Mer Liquify : Maggie Roberts :: Artist > Rim Dweller

Maggie Roberts
Artist > Rim Dweller

0rphan Drift

0rphan drift 0rphan drift 0rphan drift
'Diagram Vibration' detail. Acetates and photographs. Room installation, 'Charge of the Light Brigade', Bank, London 1996. 'Xes Avatar' detail. Wall collage, 200cm x 210cm. 'Syzygy' Colaboration with CCRU, Beaconsfield, London 1999. '0(rpahan) d(rift)> Cyberpositive'. Experimental Fiction 1995. Cabinet Editions.

0rphan Drift ARCHIVE

0rphan Drift is a collaborative artist created in London in 1994 by Maggie Roberts, Suzanne Karakashian, Ranu Mukherjee, and Erle Stenberg. For a decade, these core artists collaborated with numerous people on mostly site- specific works. Although it was predominantly made up of visual artists, it also involved sound designers, concept engineers and media activists.

As an artistic entity, 0rphan drift is known for immersive and visually complex works which use the sample and the remix extensively, treating information as matter and the image as a unit of contagion. It produced video and AV performance, collage, text and print works, and published the cyberpunk novel 0(rphan)<d(rift) Cyberpositive. Much of its work explored mimetic patterns of desire, production and consumption- particularly in relation to the rapid technological changes happening at the time- drawing heavily on cyberpunk fiction, polyrhythmic electronica and the underpinnings of African religious systems.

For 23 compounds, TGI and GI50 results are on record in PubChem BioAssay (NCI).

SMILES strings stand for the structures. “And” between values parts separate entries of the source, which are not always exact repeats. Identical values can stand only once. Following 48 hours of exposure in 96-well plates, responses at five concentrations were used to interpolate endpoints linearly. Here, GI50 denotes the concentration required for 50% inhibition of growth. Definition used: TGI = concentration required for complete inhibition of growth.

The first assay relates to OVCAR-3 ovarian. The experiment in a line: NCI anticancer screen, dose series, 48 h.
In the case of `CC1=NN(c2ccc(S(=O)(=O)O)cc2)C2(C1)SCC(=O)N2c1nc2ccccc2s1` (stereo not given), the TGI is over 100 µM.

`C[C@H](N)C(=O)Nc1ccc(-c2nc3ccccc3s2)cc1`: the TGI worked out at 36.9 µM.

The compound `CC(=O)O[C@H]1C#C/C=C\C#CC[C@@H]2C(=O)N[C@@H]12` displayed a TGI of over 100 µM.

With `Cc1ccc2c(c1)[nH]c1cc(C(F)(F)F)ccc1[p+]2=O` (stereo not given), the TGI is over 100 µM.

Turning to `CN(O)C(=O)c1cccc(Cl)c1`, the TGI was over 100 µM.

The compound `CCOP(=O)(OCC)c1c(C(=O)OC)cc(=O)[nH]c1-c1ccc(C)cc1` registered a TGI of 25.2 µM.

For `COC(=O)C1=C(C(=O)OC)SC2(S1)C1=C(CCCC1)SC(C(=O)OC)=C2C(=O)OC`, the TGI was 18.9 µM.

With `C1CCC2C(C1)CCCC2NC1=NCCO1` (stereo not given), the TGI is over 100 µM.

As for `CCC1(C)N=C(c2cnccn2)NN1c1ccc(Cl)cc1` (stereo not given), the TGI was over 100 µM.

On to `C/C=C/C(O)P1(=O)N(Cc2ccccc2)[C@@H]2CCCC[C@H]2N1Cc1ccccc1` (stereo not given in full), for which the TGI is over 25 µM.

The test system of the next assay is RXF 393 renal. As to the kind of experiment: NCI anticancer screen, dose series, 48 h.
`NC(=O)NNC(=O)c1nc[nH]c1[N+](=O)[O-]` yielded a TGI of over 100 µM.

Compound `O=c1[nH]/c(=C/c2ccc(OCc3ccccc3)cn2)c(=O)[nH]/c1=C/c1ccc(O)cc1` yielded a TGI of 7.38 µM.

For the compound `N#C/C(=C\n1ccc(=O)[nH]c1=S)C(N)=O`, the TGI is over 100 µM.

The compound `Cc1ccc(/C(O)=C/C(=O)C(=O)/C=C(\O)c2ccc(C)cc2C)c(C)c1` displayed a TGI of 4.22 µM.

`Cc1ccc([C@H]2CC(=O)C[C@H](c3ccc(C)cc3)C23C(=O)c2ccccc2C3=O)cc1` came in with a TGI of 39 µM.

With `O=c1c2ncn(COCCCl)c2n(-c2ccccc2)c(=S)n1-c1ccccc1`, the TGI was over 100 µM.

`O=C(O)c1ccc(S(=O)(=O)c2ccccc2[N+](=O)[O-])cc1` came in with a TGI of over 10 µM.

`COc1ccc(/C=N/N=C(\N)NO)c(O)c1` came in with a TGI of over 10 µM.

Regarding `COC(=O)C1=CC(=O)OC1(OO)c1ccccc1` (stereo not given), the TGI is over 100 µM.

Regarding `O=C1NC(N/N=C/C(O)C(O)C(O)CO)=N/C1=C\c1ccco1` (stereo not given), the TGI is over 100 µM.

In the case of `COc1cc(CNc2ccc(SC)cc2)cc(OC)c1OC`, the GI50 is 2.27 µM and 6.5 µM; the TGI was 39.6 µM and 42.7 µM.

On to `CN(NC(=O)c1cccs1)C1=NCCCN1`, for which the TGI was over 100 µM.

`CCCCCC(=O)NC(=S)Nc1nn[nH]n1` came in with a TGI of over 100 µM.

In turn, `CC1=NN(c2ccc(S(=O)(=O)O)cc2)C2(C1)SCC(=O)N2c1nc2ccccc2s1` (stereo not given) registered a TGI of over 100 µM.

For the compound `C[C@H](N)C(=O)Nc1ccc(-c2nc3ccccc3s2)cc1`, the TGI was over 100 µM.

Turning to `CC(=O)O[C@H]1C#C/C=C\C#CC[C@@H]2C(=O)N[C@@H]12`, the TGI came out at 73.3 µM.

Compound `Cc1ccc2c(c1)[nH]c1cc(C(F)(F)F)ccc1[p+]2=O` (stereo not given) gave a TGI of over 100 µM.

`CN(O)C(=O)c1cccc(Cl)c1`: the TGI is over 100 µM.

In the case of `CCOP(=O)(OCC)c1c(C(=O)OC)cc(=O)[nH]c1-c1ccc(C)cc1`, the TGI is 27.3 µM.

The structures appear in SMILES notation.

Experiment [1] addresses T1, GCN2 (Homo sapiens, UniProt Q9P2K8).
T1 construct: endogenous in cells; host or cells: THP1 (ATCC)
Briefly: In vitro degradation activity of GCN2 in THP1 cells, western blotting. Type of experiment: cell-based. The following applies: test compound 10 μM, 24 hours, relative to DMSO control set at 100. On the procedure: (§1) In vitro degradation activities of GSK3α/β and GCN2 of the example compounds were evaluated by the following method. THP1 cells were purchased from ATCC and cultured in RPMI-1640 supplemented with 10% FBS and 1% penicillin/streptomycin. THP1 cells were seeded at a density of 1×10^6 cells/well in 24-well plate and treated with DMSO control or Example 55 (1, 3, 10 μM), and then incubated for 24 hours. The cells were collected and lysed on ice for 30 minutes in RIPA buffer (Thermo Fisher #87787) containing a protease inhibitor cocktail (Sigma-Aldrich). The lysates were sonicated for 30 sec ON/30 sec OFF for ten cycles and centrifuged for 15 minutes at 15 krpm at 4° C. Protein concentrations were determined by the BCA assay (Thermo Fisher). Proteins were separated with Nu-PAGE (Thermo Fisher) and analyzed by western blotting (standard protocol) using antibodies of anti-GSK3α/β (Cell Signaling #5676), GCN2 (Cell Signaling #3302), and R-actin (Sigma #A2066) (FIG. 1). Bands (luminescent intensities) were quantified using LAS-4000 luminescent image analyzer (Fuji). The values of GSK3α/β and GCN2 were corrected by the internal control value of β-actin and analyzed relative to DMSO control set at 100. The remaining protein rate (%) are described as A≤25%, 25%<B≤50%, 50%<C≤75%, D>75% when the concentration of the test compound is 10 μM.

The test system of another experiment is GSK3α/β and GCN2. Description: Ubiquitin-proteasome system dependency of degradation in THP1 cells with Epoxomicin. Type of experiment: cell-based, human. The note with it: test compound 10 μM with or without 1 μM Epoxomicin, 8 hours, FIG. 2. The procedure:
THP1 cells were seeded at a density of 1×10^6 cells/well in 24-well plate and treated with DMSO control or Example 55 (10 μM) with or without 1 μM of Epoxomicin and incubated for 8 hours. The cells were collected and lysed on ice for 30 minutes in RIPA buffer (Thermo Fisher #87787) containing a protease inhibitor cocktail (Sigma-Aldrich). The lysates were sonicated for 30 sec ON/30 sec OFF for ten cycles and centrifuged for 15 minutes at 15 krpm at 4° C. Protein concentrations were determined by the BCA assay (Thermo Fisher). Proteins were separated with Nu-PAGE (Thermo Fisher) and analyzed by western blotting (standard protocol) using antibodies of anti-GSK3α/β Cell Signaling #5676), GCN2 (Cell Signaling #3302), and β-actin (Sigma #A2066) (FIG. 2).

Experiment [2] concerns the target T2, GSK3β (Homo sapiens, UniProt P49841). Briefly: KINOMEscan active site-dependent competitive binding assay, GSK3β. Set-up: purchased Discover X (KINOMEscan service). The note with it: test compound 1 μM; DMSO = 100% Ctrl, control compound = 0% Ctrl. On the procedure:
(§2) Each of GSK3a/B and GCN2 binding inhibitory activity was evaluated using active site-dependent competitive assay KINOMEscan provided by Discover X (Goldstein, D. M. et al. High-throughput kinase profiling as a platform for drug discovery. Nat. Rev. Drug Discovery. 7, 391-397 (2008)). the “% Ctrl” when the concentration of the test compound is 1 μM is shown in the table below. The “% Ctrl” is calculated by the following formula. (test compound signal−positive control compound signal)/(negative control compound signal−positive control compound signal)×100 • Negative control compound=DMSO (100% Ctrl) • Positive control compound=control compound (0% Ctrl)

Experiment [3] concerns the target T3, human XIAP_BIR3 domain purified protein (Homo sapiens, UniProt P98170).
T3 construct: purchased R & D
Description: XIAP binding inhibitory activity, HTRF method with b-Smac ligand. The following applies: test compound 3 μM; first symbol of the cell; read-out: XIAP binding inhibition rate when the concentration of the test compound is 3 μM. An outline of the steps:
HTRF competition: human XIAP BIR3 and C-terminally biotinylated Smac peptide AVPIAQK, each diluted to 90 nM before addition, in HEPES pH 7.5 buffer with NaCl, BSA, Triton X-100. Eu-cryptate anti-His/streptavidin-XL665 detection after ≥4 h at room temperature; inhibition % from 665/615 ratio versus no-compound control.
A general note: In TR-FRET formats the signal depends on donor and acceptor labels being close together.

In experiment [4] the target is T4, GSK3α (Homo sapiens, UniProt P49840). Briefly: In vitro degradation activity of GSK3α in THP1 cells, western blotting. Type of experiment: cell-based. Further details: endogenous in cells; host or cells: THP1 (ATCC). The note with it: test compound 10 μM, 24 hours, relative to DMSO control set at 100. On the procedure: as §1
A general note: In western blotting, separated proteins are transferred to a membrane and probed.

0rphan Drift also functions as an experiment with artistic subjectivity, operating collectively as a singular artist which subsumed the individual artistic identities of its core members. Its mode of production questioned art world conventions around labour and individual authorship as well as object hood, preferring site specific, temporary installation and sometimes performative modes of address - though still rooted in visual aesthetics.

0rphan Drift is cross-contextual and made extensive contributions from 1994 - 2004 in the social arenas around contemporary art, underground music and cyber-feminism/post-structural philosophy. It showed widely including at the Tate Modern, Hayward and Cabinet Galleries in London, contributed cybervisuals to the set of Stephen Speilberg's 'AI' and 'Minority Report' features and Leftfield and NIN world tours and participated in 10 years of international Video art and AV Electronica art events in Norway, Germany, Canada, UK, South Africa and USA.

The archive is an attempt to make some of the works we made between 1994 and 2004 accessible, and to prevent them from disappearing. In doing so we face all of the difficulties of attempting to make an archive of material which involves an untranslatable dimension- the -you had to be there- factor inherent to site specific work ( much of which was poorly documented as a result of our anarchic nature). Although the work was mostly site-specific, it always had an intensely visual and aesthetic dimension to it and a basis in visual object making- making its documentation quite trickster-ish. When you see it, it will appear to be complete, though perhaps missing something which formalizes it. That something is a social context in which its shifting layers of frightening, disturbing, abject, schizophrenic, beautiful, deconstructive, poetic and fragmented frequencies were able to take affect.

Becoming 0rphan Drift